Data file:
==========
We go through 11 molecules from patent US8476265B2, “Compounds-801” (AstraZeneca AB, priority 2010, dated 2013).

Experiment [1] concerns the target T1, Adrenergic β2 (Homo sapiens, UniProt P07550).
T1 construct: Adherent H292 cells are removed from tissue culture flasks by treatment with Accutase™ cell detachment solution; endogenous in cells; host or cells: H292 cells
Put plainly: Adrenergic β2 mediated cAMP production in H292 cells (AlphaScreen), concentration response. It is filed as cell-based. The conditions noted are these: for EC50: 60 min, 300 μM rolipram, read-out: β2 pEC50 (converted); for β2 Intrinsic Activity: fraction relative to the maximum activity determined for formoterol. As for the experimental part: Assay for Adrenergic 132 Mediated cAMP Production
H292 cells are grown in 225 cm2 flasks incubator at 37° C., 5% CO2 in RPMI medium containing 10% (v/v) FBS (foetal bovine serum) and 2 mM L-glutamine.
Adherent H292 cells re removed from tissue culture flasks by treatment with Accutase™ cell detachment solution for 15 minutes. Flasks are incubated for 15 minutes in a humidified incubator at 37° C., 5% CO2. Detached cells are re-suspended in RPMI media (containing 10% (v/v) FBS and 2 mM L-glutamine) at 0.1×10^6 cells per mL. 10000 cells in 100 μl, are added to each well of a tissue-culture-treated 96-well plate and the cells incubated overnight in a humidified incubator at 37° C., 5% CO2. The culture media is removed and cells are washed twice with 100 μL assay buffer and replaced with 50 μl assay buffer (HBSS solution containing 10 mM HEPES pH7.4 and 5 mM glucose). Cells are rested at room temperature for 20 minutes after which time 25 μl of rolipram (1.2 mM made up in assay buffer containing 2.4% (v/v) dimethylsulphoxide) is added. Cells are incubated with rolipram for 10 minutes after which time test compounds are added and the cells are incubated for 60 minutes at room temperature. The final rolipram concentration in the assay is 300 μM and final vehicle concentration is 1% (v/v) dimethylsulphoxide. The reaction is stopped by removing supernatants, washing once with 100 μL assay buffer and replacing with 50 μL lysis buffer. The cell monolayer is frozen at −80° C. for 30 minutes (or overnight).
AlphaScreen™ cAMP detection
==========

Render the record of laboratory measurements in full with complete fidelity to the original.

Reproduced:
We go through 11 molecules from patent US8476265B2, “Compounds-801” (AstraZeneca AB, priority 2010, dated 2013).

Experiment [1] concerns the target T1, Adrenergic β2 (Homo sapiens, UniProt P07550).
T1 construct: Adherent H292 cells are removed from tissue culture flasks by treatment with Accutase™ cell detachment solution; endogenous in cells; host or cells: H292 cells
Put plainly: Adrenergic β2 mediated cAMP production in H292 cells (AlphaScreen), concentration response. It is filed as cell-based. The conditions noted are these: for EC50: 60 min, 300 μM rolipram, read-out: β2 pEC50 (converted); for β2 Intrinsic Activity: fraction relative to the maximum activity determined for formoterol. As for the experimental part: Assay for Adrenergic 132 Mediated cAMP Production
H292 cells are grown in 225 cm2 flasks incubator at 37° C., 5% CO2 in RPMI medium containing 10% (v/v) FBS (foetal bovine serum) and 2 mM L-glutamine.
Adherent H292 cells re removed from tissue culture flasks by treatment with Accutase™ cell detachment solution for 15 minutes. Flasks are incubated for 15 minutes in a humidified incubator at 37° C., 5% CO2. Detached cells are re-suspended in RPMI media (containing 10% (v/v) FBS and 2 mM L-glutamine) at 0.1×10^6 cells per mL. 10000 cells in 100 μl, are added to each well of a tissue-culture-treated 96-well plate and the cells incubated overnight in a humidified incubator at 37° C., 5% CO2. The culture media is removed and cells are washed twice with 100 μL assay buffer and replaced with 50 μl assay buffer (HBSS solution containing 10 mM HEPES pH7.4 and 5 mM glucose). Cells are rested at room temperature for 20 minutes after which time 25 μl of rolipram (1.2 mM made up in assay buffer containing 2.4% (v/v) dimethylsulphoxide) is added. Cells are incubated with rolipram for 10 minutes after which time test compounds are added and the cells are incubated for 60 minutes at room temperature. The final rolipram concentration in the assay is 300 μM and final vehicle concentration is 1% (v/v) dimethylsulphoxide. The reaction is stopped by removing supernatants, washing once with 100 μL assay buffer and replacing with 50 μL lysis buffer. The cell monolayer is frozen at −80° C. for 30 minutes (or overnight).
AlphaScreen™ cAMP detection